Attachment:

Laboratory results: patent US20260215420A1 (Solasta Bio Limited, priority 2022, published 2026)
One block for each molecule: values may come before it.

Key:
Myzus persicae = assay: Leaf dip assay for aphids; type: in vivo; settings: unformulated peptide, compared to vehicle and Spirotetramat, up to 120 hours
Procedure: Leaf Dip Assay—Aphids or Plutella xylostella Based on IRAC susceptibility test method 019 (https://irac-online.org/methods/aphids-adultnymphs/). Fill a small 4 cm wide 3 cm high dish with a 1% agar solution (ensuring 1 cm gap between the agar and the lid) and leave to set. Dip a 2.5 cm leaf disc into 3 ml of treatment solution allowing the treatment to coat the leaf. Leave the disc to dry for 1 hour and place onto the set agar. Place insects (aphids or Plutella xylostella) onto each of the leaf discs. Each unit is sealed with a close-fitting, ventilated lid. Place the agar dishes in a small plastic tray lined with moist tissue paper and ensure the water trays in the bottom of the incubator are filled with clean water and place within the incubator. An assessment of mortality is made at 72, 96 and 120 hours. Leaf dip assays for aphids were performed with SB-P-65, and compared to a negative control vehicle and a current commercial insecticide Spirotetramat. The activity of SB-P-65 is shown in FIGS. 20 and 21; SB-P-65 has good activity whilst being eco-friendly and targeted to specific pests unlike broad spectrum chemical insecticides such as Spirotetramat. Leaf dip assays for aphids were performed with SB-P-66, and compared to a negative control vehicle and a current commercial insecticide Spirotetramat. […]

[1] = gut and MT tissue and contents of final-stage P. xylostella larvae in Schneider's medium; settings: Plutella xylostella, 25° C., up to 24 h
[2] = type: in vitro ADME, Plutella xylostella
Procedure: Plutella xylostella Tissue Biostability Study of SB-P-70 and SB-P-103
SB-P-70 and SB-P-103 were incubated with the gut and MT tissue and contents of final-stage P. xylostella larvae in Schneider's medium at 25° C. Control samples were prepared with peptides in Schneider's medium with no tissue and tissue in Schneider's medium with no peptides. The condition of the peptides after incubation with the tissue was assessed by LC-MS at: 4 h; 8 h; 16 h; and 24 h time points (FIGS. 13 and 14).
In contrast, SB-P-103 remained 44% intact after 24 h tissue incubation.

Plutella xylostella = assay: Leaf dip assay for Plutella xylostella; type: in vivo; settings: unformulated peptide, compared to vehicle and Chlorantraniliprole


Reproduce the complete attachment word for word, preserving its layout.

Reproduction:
Laboratory results: patent US20260215420A1 (Solasta Bio Limited, priority 2022, published 2026)
One block for each molecule: values may come before it.

Key:
Myzus persicae = assay: Leaf dip assay for aphids; type: in vivo; settings: unformulated peptide, compared to vehicle and Spirotetramat, up to 120 hours
Procedure: Leaf Dip Assay—Aphids or Plutella xylostella Based on IRAC susceptibility test method 019 (https://irac-online.org/methods/aphids-adultnymphs/). Fill a small 4 cm wide 3 cm high dish with a 1% agar solution (ensuring 1 cm gap between the agar and the lid) and leave to set. Dip a 2.5 cm leaf disc into 3 ml of treatment solution allowing the treatment to coat the leaf. Leave the disc to dry for 1 hour and place onto the set agar. Place insects (aphids or Plutella xylostella) onto each of the leaf discs. Each unit is sealed with a close-fitting, ventilated lid. Place the agar dishes in a small plastic tray lined with moist tissue paper and ensure the water trays in the bottom of the incubator are filled with clean water and place within the incubator. An assessment of mortality is made at 72, 96 and 120 hours. Leaf dip assays for aphids were performed with SB-P-65, and compared to a negative control vehicle and a current commercial insecticide Spirotetramat. The activity of SB-P-65 is shown in FIGS. 20 and 21; SB-P-65 has good activity whilst being eco-friendly and targeted to specific pests unlike broad spectrum chemical insecticides such as Spirotetramat. Leaf dip assays for aphids were performed with SB-P-66, and compared to a negative control vehicle and a current commercial insecticide Spirotetramat. […]

[1] = gut and MT tissue and contents of final-stage P. xylostella larvae in Schneider's medium; settings: Plutella xylostella, 25° C., up to 24 h
[2] = type: in vitro ADME, Plutella xylostella
Procedure: Plutella xylostella Tissue Biostability Study of SB-P-70 and SB-P-103
SB-P-70 and SB-P-103 were incubated with the gut and MT tissue and contents of final-stage P. xylostella larvae in Schneider's medium at 25° C. Control samples were prepared with peptides in Schneider's medium with no tissue and tissue in Schneider's medium with no peptides. The condition of the peptides after incubation with the tissue was assessed by LC-MS at: 4 h; 8 h; 16 h; and 24 h time points (FIGS. 13 and 14).
In contrast, SB-P-103 remained 44% intact after 24 h tissue incubation.

Plutella xylostella = assay: Leaf dip assay for Plutella xylostella; type: in vivo; settings: unformulated peptide, compared to vehicle and Chlorantraniliprole